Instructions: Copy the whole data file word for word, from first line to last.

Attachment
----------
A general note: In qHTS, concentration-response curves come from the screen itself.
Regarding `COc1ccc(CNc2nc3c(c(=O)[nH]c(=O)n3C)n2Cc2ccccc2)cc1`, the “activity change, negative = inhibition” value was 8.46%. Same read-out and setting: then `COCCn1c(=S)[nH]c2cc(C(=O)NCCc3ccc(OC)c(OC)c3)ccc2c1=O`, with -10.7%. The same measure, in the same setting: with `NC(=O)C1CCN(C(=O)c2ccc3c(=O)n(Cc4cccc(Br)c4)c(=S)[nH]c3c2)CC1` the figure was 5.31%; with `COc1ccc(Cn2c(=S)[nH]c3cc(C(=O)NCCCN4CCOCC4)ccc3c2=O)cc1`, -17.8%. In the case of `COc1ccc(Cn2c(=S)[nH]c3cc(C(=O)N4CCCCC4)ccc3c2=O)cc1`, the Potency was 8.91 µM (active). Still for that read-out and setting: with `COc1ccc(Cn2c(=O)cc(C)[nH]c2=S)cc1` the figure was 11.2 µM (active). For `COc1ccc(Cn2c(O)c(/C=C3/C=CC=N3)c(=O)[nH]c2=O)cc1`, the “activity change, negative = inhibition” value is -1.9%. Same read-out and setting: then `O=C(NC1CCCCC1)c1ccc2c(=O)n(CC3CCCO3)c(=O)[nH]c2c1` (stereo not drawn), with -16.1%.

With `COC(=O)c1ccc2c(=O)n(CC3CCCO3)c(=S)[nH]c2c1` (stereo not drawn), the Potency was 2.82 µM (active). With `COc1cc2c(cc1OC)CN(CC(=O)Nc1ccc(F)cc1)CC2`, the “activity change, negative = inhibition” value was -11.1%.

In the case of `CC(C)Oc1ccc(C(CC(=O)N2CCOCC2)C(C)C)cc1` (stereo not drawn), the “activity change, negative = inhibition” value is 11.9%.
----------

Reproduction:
A general note: In qHTS, concentration-response curves come from the screen itself.
Regarding `COc1ccc(CNc2nc3c(c(=O)[nH]c(=O)n3C)n2Cc2ccccc2)cc1`, the “activity change, negative = inhibition” value was 8.46%. Same read-out and setting: then `COCCn1c(=S)[nH]c2cc(C(=O)NCCc3ccc(OC)c(OC)c3)ccc2c1=O`, with -10.7%. The same measure, in the same setting: with `NC(=O)C1CCN(C(=O)c2ccc3c(=O)n(Cc4cccc(Br)c4)c(=S)[nH]c3c2)CC1` the figure was 5.31%; with `COc1ccc(Cn2c(=S)[nH]c3cc(C(=O)NCCCN4CCOCC4)ccc3c2=O)cc1`, -17.8%. In the case of `COc1ccc(Cn2c(=S)[nH]c3cc(C(=O)N4CCCCC4)ccc3c2=O)cc1`, the Potency was 8.91 µM (active). Still for that read-out and setting: with `COc1ccc(Cn2c(=O)cc(C)[nH]c2=S)cc1` the figure was 11.2 µM (active). For `COc1ccc(Cn2c(O)c(/C=C3/C=CC=N3)c(=O)[nH]c2=O)cc1`, the “activity change, negative = inhibition” value is -1.9%. Same read-out and setting: then `O=C(NC1CCCCC1)c1ccc2c(=O)n(CC3CCCO3)c(=O)[nH]c2c1` (stereo not drawn), with -16.1%.

With `COC(=O)c1ccc2c(=O)n(CC3CCCO3)c(=S)[nH]c2c1` (stereo not drawn), the Potency was 2.82 µM (active). With `COc1cc2c(cc1OC)CN(CC(=O)Nc1ccc(F)cc1)CC2`, the “activity change, negative = inhibition” value was -11.1%.

In the case of `CC(C)Oc1ccc(C(CC(=O)N2CCOCC2)C(C)C)cc1` (stereo not drawn), the “activity change, negative = inhibition” value is 11.9%.